Conflicts & War

Two organizers of student protests in Thailand arrested, charged

Bangkok, Aug 7 (efe-epa).- Thai Police arrested two of the organizers of the student demonstrations Friday in Bangkok, called in recent weeks to demand democratic and constitutional reforms in the country.

The detainees are Anon Nampa, lawyer and activist, and Panupong “Mike” Jadnok, student, and they face accusations of having violated the state of emergency imposed by the government to combat the pandemic or the crime of sedition, among others, that could carry penalties of up to seven years in jail, according to police arrest warrants.

In addition, police issued arrest warrants against at least five other student leaders, on a day when students announced the call for a new mass demonstration at the iconic Democracy Monument in the Thai capital for Aug. 16.

The current wave of protests in Thailand, in which students call for the dissolution of parliament and democratic reforms to end the hegemony of the country’s pro-military and ultra-monarchical elites, began Jul. 18 in Bangkok and has since comprised numerous demonstrations in the capital and cities.

The last demonstration took place Monday in the capital and, wearing costumes and a Harry Potter theme, students called for an end to the interference of the army in the country’s political life, even criticized the monarchy by demanding that King Vajiralongkorn’s power be limited.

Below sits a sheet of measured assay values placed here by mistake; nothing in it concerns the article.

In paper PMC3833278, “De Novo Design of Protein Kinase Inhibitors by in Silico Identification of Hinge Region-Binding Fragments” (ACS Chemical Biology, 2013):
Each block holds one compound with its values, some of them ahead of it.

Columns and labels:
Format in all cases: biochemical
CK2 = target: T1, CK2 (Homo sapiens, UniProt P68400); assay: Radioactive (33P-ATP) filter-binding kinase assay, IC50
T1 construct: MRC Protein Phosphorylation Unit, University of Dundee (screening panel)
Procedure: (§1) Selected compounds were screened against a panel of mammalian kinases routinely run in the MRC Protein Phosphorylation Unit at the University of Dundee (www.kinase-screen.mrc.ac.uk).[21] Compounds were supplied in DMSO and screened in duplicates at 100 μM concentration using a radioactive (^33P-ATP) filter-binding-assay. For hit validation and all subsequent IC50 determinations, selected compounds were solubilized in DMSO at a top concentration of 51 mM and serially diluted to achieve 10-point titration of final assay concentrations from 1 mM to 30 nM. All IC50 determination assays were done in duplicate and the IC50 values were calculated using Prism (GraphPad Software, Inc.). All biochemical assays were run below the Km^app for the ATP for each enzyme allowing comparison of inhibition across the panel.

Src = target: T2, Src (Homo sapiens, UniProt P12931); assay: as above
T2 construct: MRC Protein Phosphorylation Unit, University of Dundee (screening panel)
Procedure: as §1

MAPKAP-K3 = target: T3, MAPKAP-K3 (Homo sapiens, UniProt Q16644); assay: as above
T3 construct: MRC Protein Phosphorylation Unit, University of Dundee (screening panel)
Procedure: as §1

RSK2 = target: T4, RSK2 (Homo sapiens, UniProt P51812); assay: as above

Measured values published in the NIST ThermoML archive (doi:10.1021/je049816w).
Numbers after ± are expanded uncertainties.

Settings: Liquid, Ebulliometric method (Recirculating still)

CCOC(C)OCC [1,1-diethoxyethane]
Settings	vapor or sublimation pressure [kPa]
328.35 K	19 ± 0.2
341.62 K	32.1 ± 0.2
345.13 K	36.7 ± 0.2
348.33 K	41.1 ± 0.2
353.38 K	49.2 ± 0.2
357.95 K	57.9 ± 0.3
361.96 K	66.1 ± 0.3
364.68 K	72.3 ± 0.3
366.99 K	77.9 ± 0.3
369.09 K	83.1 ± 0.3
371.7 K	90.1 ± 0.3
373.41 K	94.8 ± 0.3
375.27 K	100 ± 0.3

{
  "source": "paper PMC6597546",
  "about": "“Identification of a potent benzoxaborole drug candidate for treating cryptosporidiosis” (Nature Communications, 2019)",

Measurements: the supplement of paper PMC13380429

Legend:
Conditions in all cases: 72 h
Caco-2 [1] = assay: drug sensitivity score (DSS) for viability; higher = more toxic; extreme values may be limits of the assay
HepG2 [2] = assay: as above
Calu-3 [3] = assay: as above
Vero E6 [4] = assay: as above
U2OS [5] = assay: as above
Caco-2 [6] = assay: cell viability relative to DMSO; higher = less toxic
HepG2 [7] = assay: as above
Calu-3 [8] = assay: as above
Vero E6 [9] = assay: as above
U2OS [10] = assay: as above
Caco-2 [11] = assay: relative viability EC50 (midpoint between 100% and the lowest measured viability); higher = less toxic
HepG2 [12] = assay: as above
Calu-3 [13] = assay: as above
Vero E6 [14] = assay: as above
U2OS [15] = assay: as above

Criticism of the monarch is extremely rare in Thailand, due to the power of the royal family and the lese majeste law, one of the strictest in the world, which punishes insults to the king with penalties of up to 15 years in prison.

Two days after the demonstration, the Vice Minister of the Prime Minister’s Office Apiwat Kantong filed a complaint for the crime of lese majeste against Anon Nampa, one of those arrested today, for his participation in Monday’s protest.

However, the use of the law has greatly diminished since King Vajiralongkorn acceded to the throne in 2016, following the death of his father Bhumibhol Aduljadej, at the behest of the monarch himself, according to Prime Minister Prayut Chan-ocha. However, other laws, such as cybercrime, are being applied to silence criticism of the monarchy.

For his part, the head of the powerful Thai Army General Apirat Kongsompong, criticized the anti-government protesters Wednesday, accusing them of “hating the nation” and stating that “COVID-19 can be cured, but the disease of hating the nation is incurable.” EFE-EPA


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